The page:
Showing 10 comments
  • Dawn Hudson

    I enjoy reading whatever you write, even if I don’t always agree. One of my favorite authors is Madeleine L’Engle and I only agree with her about half the time but she makes me think and examine why I don’t agree and I am grateful for that. Praying that you write more, without as much fear of reprisal, as I would enjoy learning and examining more of your writings. Thanks for challenging yourself and us.

  • Christine Guest

    Even though I’m one of those impatient people waiting for Writing with Skill; I’m so glad you found an insight for the writing that you want to do.

    There is not much emotional risk is writing knitting patterns (although Ravelry forums can get savage) but I was delighted this week when I bought a pattern that I can use as a model to help me structure the mitten pattern I’ve been working on for a year and a half.

    Such finds are gifts, even if they mean you have to choose whether to use them or not.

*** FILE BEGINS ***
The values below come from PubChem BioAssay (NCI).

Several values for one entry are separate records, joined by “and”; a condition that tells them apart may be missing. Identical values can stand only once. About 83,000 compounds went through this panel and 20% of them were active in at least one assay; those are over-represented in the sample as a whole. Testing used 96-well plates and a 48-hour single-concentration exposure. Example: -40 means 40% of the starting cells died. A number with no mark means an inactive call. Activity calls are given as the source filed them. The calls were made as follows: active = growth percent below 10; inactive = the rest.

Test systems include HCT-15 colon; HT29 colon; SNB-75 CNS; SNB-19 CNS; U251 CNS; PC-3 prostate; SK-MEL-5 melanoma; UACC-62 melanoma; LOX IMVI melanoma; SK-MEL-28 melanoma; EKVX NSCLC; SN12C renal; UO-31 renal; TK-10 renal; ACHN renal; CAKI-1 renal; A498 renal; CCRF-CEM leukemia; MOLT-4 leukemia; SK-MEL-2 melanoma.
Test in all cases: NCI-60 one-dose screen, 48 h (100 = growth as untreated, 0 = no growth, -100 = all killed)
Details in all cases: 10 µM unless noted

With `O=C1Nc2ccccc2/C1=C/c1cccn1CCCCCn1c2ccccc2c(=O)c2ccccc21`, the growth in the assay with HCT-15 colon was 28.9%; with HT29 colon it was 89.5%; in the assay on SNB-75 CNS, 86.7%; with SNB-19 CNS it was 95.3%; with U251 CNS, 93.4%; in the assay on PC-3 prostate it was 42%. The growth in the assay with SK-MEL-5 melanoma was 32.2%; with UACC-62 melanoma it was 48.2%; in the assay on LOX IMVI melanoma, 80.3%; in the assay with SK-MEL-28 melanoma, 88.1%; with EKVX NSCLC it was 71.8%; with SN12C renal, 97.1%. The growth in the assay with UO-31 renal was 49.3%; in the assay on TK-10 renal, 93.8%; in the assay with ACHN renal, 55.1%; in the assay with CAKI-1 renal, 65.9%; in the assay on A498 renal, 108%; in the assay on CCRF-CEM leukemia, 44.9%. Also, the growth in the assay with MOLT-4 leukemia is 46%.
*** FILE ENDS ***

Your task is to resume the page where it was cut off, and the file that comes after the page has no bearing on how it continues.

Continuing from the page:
• Sandy

    I have a blog that is somewhere between poor and mediocre, so I don’t believe I’ll be writing a book anytime soon. Still, I have this same fear myself. I censor what I write before others have a chance to be offended. I’ve long thought that is this contributes to ‘poor and mediocre’, but there seems to be no help for it.

  • Sebastian (a lady)

    Maybe it’s worth remembering that there are plenty of people who are going to be upset, no matter what you write. So you might as well dismiss their criticism from the outset and write the story you have.

  • Kez

    I guess that’s one of the reasons why authors use pseudonyms for different genres and hope no-one ever finds out 🙂

    Well done for breaking through that block.

  • Diane W.